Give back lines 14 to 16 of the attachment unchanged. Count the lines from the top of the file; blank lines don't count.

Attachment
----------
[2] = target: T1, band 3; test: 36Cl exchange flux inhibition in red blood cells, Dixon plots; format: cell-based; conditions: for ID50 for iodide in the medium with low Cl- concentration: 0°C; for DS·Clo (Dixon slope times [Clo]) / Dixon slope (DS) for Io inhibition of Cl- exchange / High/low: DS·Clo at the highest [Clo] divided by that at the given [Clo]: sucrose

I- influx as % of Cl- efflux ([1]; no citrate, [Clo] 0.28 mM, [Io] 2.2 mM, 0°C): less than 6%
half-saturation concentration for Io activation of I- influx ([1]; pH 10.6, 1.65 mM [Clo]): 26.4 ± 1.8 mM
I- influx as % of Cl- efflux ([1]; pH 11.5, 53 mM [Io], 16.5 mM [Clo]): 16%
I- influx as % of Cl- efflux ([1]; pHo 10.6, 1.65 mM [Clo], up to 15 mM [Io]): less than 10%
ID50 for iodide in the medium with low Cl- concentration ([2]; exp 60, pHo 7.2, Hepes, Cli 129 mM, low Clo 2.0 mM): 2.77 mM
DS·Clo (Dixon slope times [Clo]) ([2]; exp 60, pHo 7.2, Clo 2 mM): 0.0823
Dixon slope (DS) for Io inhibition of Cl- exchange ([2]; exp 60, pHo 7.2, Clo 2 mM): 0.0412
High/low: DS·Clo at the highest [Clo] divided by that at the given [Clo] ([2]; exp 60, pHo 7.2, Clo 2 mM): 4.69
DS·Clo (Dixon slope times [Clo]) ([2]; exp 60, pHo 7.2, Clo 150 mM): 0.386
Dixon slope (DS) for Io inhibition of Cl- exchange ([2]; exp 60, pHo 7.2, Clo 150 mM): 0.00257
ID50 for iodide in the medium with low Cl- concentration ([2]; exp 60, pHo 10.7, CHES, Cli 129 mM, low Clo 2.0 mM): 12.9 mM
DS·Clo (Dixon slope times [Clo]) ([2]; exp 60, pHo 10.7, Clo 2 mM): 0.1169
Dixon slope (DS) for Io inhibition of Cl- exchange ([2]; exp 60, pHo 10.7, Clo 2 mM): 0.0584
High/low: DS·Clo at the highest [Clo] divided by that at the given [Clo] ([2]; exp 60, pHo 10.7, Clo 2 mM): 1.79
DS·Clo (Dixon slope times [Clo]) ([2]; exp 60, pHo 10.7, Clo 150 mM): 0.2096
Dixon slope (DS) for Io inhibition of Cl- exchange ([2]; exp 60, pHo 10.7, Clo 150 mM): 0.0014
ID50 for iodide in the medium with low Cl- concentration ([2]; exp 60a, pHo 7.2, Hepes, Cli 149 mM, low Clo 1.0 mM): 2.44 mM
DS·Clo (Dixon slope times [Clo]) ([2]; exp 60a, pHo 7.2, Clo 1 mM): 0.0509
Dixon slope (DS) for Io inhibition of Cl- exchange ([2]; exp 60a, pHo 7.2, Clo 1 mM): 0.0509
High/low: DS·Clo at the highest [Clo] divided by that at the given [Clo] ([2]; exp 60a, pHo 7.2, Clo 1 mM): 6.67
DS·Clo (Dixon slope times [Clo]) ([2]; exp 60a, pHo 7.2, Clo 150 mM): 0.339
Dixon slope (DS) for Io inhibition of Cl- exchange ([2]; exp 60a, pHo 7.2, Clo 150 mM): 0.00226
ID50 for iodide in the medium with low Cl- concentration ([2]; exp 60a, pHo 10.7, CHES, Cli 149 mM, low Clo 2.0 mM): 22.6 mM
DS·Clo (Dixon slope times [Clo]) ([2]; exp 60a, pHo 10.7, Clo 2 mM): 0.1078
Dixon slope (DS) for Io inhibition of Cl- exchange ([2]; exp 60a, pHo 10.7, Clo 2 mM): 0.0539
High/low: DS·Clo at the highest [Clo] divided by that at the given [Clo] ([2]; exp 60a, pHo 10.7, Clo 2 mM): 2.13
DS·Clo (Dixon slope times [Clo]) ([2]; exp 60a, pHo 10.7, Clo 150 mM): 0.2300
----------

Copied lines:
Dixon slope (DS) for Io inhibition of Cl- exchange ([2]; exp 60, pHo 10.7, Clo 2 mM): 0.0584
High/low: DS·Clo at the highest [Clo] divided by that at the given [Clo] ([2]; exp 60, pHo 10.7, Clo 2 mM): 1.79
DS·Clo (Dixon slope times [Clo]) ([2]; exp 60, pHo 10.7, Clo 150 mM): 0.2096